To evaluate associations between clinicopathologic and demographic characteristics and age groups at colorectal cancer diagnosis within the AYA population, we modeled adjusted multivariable logistic regressions (Table 3). Individuals aged 25–29 years at colorectal cancer diagnosis were 23% more likely to be diagnosed with a right-sided tumor (OR = 1.23, 95% CI 1.01–1.49, P = 0.04) or have signet ring cell carcinoma histopathology (OR = 3.01, 95% CI 1.98–4.56, P < 0.001) compared with 35- to 39-year-old counterparts after adjustment for patient sex, race/ethnicity, AJCC stage, and individual insurance status. Similarly, individuals aged 20–24 years were also 3.69-fold more likely to be diagnosed with colorectal cancer with signet ring cell carcinoma histopathology (OR = 3.69, 95% CI 2.08–6.58, P < 0.001), as well as 55% more likely to be diagnosed with mucinous adenocarcinoma (OR = 1.55, 95% CI 1.02–2.34, P = 0.04) histopathology as compared to individuals aged 35–39 years at diagnosis. Individuals aged 20–24 and 25–29 years at colorectal cancer diagnosis were less likely to be diagnosed with AJCC stage II disease (OR = 0.60, 95% CI 0.37–0.97, P = 0.04, and OR = 0.72, 95% CI 0.52–0.99, P = 0.04, respectively) compared with 35- to 39-year-old counterparts (Table 3).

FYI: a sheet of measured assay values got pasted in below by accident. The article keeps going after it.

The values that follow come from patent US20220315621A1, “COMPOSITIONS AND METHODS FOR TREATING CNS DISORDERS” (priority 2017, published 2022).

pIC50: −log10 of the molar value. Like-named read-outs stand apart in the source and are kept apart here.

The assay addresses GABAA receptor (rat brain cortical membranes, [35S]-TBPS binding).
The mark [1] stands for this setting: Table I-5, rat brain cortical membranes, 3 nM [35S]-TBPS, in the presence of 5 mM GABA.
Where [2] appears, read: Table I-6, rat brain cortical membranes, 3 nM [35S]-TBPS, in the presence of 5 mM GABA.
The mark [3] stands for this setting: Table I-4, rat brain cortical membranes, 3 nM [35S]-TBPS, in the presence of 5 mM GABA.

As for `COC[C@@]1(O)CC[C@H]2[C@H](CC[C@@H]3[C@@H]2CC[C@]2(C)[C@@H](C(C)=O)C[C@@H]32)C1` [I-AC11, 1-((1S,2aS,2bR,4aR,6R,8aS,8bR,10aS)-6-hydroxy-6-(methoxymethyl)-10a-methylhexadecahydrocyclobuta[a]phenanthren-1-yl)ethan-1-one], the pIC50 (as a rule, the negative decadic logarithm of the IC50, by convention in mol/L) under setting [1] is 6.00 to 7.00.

Our investigation of 5,350 individuals diagnosed with colorectal cancer between ages 15 and 39 years in the United States from 2010 to 2015 identified clinicopathologic and racial/ethnic differences of colorectal cancers by age at disease onset. We observed that among AYAs, primary colorectal cancers diagnosed in younger individuals have a significantly higher propensity for right-sided location and for mucinous adenocarcinoma and signet ring cell carcinoma histopathologic subtypes. Differences in tumor stage was also observed across AYA age groups, particularly for AJCC stage II disease. Furthermore, the proportion of Hispanic individuals diagnosed with colorectal cancer was higher in younger age groups. These findings are novel, as our study is the first to stratify the population of AYAs into more specific age groups to characterize the clinicopathologic and racial/ethnic features of colorectal cancer by age at diagnosis within this population.